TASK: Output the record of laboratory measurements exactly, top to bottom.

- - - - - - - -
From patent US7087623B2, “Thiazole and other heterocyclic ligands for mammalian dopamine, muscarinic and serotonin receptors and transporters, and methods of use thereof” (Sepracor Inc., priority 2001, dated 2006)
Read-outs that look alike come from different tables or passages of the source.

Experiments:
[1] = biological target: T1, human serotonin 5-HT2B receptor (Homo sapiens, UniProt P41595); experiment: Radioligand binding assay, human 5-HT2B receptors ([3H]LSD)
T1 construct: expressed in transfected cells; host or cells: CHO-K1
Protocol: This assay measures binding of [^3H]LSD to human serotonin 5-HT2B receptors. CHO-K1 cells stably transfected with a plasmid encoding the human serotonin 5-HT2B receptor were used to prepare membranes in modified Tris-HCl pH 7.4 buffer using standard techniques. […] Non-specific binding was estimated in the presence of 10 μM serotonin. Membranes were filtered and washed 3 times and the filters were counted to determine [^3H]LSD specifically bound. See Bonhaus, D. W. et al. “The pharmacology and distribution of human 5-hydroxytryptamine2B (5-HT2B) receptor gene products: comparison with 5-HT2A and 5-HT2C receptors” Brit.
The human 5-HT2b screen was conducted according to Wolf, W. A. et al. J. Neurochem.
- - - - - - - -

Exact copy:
From patent US7087623B2, “Thiazole and other heterocyclic ligands for mammalian dopamine, muscarinic and serotonin receptors and transporters, and methods of use thereof” (Sepracor Inc., priority 2001, dated 2006)
Read-outs that look alike come from different tables or passages of the source.

Experiments:
[1] = biological target: T1, human serotonin 5-HT2B receptor (Homo sapiens, UniProt P41595); experiment: Radioligand binding assay, human 5-HT2B receptors ([3H]LSD)
T1 construct: expressed in transfected cells; host or cells: CHO-K1
Protocol: This assay measures binding of [^3H]LSD to human serotonin 5-HT2B receptors. CHO-K1 cells stably transfected with a plasmid encoding the human serotonin 5-HT2B receptor were used to prepare membranes in modified Tris-HCl pH 7.4 buffer using standard techniques. […] Non-specific binding was estimated in the presence of 10 μM serotonin. Membranes were filtered and washed 3 times and the filters were counted to determine [^3H]LSD specifically bound. See Bonhaus, D. W. et al. “The pharmacology and distribution of human 5-hydroxytryptamine2B (5-HT2B) receptor gene products: comparison with 5-HT2A and 5-HT2C receptors” Brit.
The human 5-HT2b screen was conducted according to Wolf, W. A. et al. J. Neurochem.